At DKNY, Donna Karan took beautiful advantage of vintage... Behnaz Sarafpour owned Tiffany’s for a morning... Zac Posen tried for the big leagues... and, at Cynthia Rowley, whimsy was the word.
DKNY: “I saw a little scrambled egg thing go by. I mean, people are so happy.” So noted the sage Ingrid Sischy at Pastis on Sunday morning. And it wasn’t just the egg or mimosa things that caused the glee. Rather, the crowd that packed the downtown eatery was utterly charmed by Donna Karan’s terrific DKNY presentation, at which 24 divinely primped mannequins enjoyed brunch, lounged about on the bar and at tables, even preened in the ladies’ room — and looking divine at every turn.
“Let’s have fun,” says DKNY’s design overseer Jane Chung of the attitude. “DKNY should be optimistic.” And was it ever — a happy pastiche of color, texture and decoration, styled by Patricia Field with just enough discretion to keep the collection’s aura fresh at this moment of near-ubiquitous vintage-y eclecticism. The line offered a giddy trove of find-yourself goodies. Thus, even those inanimate, nearly identically coiffed babes projected distinct personalities: jaunty tomboy in a metallic-shot shorts suit; conservative careerist in a scallop-edged jacket and denim skirt, and any number of girly-girls in concoctions of flimsy dresses, peekaboo lingerie, shrugs, sleek coats and enough old cameos, pearls and pendants for 10 grandmas. “I’m so proud of them all,” Karan said of her DKNY team, promising that their work will have a dramatic counterpoint today, when she shows a Donna Karan collection she described as “industrial” in a minimalist palette of gray, white and silver.
Of course, fashion is about more than cyclical swings from fluff to stark and back. DKNY’s blonde-bobbed diners were accessorized to the nines. And, if much of their jewelry was of the true vintage sort, their new Forties-centric shoes — platformed, colorful and bejeweled — should keep fashion girls stepping lively through spring. Still, everyone knows that LVMH loves a handbag, and Donna clearly wants in on the magic. Thus, when it came to flaunting her fab offerings that mesh function with flair, her mannequins were no dummies.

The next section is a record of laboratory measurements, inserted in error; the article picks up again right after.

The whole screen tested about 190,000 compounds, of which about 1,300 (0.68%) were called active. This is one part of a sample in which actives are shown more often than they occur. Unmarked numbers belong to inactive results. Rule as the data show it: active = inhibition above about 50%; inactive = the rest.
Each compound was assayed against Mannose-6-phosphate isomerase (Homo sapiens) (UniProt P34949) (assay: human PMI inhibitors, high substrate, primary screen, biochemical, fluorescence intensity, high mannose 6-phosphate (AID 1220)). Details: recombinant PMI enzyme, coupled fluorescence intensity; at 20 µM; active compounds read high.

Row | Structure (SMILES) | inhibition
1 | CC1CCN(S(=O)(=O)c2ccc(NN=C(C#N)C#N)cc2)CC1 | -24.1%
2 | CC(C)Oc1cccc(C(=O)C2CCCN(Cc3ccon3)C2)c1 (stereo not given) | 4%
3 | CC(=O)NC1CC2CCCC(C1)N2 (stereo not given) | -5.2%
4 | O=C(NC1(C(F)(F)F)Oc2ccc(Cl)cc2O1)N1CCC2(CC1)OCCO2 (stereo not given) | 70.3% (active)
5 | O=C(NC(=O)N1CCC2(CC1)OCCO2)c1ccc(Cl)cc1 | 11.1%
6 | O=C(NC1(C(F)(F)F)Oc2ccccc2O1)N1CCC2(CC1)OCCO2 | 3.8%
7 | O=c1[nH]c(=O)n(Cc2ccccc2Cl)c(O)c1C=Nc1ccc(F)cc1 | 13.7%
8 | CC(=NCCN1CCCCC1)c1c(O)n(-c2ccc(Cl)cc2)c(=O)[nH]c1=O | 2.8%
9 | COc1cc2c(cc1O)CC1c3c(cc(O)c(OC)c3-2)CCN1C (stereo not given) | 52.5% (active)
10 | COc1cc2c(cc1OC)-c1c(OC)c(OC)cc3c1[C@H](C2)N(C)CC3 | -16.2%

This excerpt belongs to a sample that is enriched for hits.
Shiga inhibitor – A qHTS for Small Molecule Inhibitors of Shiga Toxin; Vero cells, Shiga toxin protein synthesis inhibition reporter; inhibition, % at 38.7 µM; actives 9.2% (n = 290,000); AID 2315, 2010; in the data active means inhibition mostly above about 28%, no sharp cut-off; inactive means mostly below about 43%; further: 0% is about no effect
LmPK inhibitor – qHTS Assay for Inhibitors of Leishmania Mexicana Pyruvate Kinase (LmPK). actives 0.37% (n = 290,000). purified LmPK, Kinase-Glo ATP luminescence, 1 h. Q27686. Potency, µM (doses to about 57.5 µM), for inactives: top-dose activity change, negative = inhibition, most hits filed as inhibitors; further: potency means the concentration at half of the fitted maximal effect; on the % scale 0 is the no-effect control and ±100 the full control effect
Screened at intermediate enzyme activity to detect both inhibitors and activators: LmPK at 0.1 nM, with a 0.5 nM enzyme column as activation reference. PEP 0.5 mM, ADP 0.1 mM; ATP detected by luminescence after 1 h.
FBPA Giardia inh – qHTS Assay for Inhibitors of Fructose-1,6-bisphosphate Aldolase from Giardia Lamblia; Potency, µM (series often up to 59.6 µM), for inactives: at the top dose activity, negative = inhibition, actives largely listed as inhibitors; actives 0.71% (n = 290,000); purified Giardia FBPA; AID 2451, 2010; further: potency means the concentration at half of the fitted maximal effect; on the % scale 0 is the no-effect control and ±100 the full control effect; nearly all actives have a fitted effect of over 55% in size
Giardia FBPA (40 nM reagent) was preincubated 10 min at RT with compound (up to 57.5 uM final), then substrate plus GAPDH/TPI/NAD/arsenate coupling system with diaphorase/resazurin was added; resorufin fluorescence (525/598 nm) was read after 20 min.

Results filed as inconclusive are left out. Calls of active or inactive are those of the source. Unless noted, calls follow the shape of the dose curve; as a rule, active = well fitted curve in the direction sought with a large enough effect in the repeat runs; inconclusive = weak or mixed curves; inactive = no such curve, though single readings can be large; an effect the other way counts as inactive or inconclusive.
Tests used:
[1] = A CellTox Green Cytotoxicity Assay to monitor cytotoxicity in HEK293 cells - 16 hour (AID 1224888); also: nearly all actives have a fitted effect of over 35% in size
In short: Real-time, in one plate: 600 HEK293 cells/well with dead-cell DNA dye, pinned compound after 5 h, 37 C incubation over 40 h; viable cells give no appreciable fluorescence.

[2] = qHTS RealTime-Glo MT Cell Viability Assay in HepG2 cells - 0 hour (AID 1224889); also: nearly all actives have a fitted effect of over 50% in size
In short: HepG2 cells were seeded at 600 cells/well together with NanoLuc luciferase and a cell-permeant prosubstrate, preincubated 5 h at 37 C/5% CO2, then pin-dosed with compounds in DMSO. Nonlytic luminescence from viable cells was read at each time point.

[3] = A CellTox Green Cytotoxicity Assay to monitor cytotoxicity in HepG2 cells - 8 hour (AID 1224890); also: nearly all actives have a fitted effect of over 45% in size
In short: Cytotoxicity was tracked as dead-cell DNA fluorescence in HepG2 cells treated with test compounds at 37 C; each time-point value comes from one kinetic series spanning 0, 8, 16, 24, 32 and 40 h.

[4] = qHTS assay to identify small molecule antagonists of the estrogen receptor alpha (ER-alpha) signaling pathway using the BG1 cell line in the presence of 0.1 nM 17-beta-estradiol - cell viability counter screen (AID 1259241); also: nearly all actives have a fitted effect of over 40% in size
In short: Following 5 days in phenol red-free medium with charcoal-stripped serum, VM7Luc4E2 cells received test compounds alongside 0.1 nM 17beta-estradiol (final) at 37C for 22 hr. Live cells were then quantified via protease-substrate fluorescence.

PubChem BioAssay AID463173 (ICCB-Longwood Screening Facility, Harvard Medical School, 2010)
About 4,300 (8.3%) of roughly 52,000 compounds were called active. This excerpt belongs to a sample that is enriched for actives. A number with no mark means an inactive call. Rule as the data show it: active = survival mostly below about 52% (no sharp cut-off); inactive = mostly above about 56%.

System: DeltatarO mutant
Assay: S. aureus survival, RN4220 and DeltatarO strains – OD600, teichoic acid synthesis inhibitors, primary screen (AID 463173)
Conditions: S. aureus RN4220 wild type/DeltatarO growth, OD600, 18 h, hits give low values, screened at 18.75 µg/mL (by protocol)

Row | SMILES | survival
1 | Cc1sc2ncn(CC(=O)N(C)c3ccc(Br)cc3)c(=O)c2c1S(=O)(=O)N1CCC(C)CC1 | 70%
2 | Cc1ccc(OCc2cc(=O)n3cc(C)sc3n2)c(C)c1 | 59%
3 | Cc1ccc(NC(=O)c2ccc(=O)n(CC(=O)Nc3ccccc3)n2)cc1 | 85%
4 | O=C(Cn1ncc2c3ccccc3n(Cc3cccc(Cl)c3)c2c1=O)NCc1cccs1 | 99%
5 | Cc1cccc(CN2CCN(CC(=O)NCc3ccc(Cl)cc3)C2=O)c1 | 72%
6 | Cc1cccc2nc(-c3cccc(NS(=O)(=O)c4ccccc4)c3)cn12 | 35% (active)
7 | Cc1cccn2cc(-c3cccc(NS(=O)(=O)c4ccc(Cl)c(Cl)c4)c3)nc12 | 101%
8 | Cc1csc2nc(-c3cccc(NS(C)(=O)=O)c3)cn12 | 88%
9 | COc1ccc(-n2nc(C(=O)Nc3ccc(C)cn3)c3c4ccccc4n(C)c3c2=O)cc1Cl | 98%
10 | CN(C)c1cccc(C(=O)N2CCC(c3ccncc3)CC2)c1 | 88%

“I see things on the hanger and I’m, like, ‘I never knew that color worked on me.’ It’s things you necessarily wouldn’t choose to wear, but once you put them on, you see why Janie is who Janie is." — Lily Collins on working with former "Mad Men" costume designer, Janie Bryant on creating looks for her role as Celia Brady's in Amazon series, "The Last Tycoon." 📸@jilliansollazzo #wwdeye
EXCLUSIVE: Sarah Rutson has been tapped to Build New American Fashion Group. The parent of Joie, Equipment and Current/Elliott hired the merchant to rev up its brands and expand its portfolio into designer, beauty and lifestyle categories. Read more on WWD.com, link in bio. #wwdfashion
Michael Kors' $1.3B Jimmy Choo deal has the company squaring off with Coach Inc. as both seek to build American powerhouses. Coach bought Stuart Weitzman in 2015 and Kate Spade just two weeks ago, but Michael Kors' acquisition may be putting pressure on its rival in the new push for scale. #wwdnews (📷: George Chinsee)
Meet actress Lucy Boynton, who plays opposite Naomi Watts in the recently released Netflix series "Gypsy." Boynton stopped by WWD to talk about her upcoming projects and her nomadic lifestyle. Get all the details on WWD.com. #wwdeye (📷: @dandoperalski)